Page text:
As DEB-TACE is performed through an endhole catheter with either stasis or substasis as an endpoint. The current methodology is extremely subjective, lacks a quantifiable endpoint, and results in various degrees of embolization on patients. Often this can result in repeat procedures or the progression of tumor.

Recently, there has been FDA clearance of a new anti-reflux catheter, Surefire® Infusion System (SIS, Westminster, CO). The current design has an expandable tip which collapses during forward flow, and then dynamically seal off the vessel with reversal of flow, analogous to a valve. SIS, with its expandable tip microcatheter, has been demonstrated clinically to cause a slight decrease in intra-arterial pressure in the antegrade, or downstream, vascular compartment. Although this device was designed primarily to prevent retrograde reflux of embolic agents, the downstream blood pressure reduction may serve as a biomarker on quantifying embolization.

The goal is to develop a method that: (1) allows maximum delivery of embolic spheres into the tumor tissue to stasis without reflux; (2) enables direct real time numerical quantification on the degree of embolization; and (3) provides an intra-procedural functional parameter which could be used to guide the optimal therapeutic endpoints at the time of treatment.


Ages Eligible for Study:   18 Years and older   (Adult, Senior)
Sexes Eligible for Study:   All
Accepts Healthy Volunteers:   No

Inclusion Criteria:

  • Patients aged 18 years or older with the diagnosis of HCC currently being evaluated for liver transplantation.
  • Meets Milan Criteria: single tumor ≤ 5 cm, or maximum of 3 total tumors with each ≤ 3 cm AND/OR, meets UCSF criteria: a single lesion < 6.5 cm in diameter or 2-3 lesions < 4.5 cm with total tumor diameter < 8 cm.
  • No portal invasion or extrahepatic spread on imaging.
  • Child's Class A or B.
  • No previous chemotherapy, radiotherapy or transarterial embolization (with or without chemotherapy).
  • An Eastern Cooperative Oncology Group (ECOG) performance status of 0 or 1, and preserved liver function (Child-Pugh Class A or B).
  • Has a discrete hepatic artery feeding the tumor with diameter of the vessels greater than 1.5 mm.

Exclusion Criteria:

  • Advanced bilirubin levels greater than 3 mg/dl, AST or ALT greater than 5 times upper limit of normal or greater than 250 U/l.
  • Advanced tumoral disease (vascular invasion or extrahepatic spread, portal vein thrombosis of bland or malignant origin, or diffuse HCC, defined as 50% liver involvement).
  • Contraindications for doxorubicin administration.
  • Child's Class C.
  • Vessels providing flow to the tumor that are less than 1.5 mm in diameter.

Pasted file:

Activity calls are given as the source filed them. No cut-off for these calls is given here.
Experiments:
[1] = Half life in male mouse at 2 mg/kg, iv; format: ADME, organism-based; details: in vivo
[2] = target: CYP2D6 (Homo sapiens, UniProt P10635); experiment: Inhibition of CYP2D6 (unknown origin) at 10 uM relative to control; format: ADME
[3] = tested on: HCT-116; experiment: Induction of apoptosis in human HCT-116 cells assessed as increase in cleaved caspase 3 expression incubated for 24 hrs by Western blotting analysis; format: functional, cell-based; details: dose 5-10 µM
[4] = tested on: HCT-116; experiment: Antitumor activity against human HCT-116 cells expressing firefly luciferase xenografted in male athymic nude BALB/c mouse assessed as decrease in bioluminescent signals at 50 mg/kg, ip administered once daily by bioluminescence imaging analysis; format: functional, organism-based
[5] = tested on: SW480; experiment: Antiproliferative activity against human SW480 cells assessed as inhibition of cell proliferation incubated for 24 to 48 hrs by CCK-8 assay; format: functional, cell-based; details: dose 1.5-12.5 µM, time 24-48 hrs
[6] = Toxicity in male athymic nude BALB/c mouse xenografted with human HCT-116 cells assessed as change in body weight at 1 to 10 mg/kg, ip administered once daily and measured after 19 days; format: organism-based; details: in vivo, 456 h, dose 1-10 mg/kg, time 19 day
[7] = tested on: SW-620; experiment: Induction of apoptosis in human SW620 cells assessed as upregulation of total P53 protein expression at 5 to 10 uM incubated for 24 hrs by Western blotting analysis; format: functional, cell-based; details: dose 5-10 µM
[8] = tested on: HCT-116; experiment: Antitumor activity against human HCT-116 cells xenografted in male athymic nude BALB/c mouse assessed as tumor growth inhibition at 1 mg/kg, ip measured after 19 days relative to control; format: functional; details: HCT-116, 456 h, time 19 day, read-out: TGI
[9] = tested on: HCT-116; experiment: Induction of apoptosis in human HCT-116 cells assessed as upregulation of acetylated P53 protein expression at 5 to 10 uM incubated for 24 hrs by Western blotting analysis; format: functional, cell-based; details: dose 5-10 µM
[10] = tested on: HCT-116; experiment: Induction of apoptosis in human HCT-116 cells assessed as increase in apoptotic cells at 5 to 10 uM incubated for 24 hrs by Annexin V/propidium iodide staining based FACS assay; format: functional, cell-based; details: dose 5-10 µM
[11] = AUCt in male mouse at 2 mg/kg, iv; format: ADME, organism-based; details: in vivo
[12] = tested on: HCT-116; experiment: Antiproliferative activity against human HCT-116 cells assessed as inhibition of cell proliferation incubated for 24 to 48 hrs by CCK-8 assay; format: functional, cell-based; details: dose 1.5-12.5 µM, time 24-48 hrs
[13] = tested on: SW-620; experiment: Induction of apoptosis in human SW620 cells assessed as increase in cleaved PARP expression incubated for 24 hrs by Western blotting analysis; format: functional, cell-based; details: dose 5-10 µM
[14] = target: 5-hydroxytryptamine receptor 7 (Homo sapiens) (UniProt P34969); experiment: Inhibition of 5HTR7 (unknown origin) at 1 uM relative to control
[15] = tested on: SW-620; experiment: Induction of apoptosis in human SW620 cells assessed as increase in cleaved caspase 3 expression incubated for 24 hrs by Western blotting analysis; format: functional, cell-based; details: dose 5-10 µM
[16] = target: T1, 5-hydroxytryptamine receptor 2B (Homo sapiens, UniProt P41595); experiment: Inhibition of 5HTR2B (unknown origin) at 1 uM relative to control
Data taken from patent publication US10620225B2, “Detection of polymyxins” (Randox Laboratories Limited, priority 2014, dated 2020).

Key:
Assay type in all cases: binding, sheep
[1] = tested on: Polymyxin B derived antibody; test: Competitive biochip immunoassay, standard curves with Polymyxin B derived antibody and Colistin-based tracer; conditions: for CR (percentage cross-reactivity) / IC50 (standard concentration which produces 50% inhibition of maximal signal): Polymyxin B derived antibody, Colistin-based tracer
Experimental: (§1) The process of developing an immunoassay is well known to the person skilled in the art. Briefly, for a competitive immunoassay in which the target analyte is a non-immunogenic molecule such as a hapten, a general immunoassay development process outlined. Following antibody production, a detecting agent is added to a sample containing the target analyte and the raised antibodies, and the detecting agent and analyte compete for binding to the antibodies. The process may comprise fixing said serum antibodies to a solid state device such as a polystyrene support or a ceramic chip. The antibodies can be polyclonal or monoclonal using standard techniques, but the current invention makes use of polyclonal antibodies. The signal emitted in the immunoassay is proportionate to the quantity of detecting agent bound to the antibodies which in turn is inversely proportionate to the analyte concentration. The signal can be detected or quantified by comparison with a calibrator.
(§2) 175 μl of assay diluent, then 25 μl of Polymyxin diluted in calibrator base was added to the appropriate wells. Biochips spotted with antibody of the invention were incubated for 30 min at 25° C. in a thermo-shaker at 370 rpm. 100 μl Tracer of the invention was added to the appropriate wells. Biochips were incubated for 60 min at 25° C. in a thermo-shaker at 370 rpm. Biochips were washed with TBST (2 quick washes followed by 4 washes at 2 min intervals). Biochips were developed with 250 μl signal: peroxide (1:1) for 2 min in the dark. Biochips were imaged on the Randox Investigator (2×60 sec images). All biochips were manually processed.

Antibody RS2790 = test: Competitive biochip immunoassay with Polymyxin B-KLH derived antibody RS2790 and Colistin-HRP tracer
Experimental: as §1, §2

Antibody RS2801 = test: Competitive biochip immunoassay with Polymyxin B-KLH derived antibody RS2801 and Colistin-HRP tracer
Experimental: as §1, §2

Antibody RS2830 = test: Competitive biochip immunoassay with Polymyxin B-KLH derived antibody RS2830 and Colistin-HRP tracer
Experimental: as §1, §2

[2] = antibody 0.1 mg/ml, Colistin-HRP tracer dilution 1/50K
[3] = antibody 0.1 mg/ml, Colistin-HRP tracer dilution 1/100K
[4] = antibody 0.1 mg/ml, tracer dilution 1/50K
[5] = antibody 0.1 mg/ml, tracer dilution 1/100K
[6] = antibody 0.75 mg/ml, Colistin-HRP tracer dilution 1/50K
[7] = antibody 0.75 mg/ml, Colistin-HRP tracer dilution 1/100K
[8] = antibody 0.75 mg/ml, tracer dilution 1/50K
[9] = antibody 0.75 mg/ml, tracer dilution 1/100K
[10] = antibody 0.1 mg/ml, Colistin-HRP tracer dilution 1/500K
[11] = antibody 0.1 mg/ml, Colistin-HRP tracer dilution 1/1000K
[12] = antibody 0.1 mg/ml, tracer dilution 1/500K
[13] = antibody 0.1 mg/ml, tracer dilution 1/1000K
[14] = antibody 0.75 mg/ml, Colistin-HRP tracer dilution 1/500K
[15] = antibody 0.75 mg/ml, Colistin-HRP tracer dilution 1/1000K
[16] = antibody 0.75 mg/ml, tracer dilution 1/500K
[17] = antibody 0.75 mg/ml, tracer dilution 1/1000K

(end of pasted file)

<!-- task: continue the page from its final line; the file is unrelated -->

• Patient has a known history contraindicating contrast dye or iodine that cannot be safely controlled via antihistamine, steroids, or with any other agent.
  • Unable to provide informed consent.
  • Women who are pregnant or currently breast feeding.
  • Women of childbearing potential who are not using an acceptable method of birth control (e.g., pill, patch, IUD, ring, condom, sponge, foam).
  • Exclusion criteria includes portal vein thrombosis of bland or malignant origin.
  Contacts and Locations
Choosing to participate in a study is an important personal decision. Talk with your doctor and family members or friends about deciding to join a study. To learn more about this study, you or your doctor may contact the study research staff using the Contacts provided below. For general information, see Learn About Clinical Studies.

Please refer to this study by its identifier: NCT02748161

Sponsors and Collaborators
Surefire Medical, Inc.
University of Maryland
University of Southern California
The Cleveland Clinic
University of California, Los Angeles
University of Utah
New York University
MedStar Georgetown University Hospital
Banner - University Medical Center Phoenix
Principal Investigator: Nabeel Akhter, MD University of Maryland
Principal Investigator: Michael Katz, MD University of Southern California
Principal Investigator: Baljendra Kapoor, MD The Cleveland Clinic
Principal Investigator: Ryan O'Hara, MD University of Utah
Principal Investigator: Alexander Kim, MD MedStar Georgetown University Hospital
Principal Investigator: Aaltonen Eric, MD New York University
Principal Investigator: Justin McWilliams, MD University of California, Los Angeles
Principal Investigator: Steven Chen, MD Banner - University Medical Center Phoenix
  More Information

Responsible Party: Surefire Medical, Inc. Identifier: NCT02748161     History of Changes
Other Study ID Numbers: HP-00061366
Study First Received: April 18, 2016
Last Updated: June 5, 2017
Individual Participant Data  
Plan to Share IPD: No

Keywords provided by Surefire Medical, Inc.:
Hepatocellular carcinoma

Additional relevant MeSH terms:
Carcinoma, Hepatocellular
Neoplasms, Glandular and Epithelial
Neoplasms by Histologic Type
Liver Neoplasms
Digestive System Neoplasms
Neoplasms by Site
Digestive System Diseases
Liver Diseases
Estrogens, Non-Steroidal
Hormones, Hormone Substitutes, and Hormone Antagonists
Physiological Effects of Drugs
Antineoplastic Agents, Hormonal
Antineoplastic Agents processed this record on June 23, 2017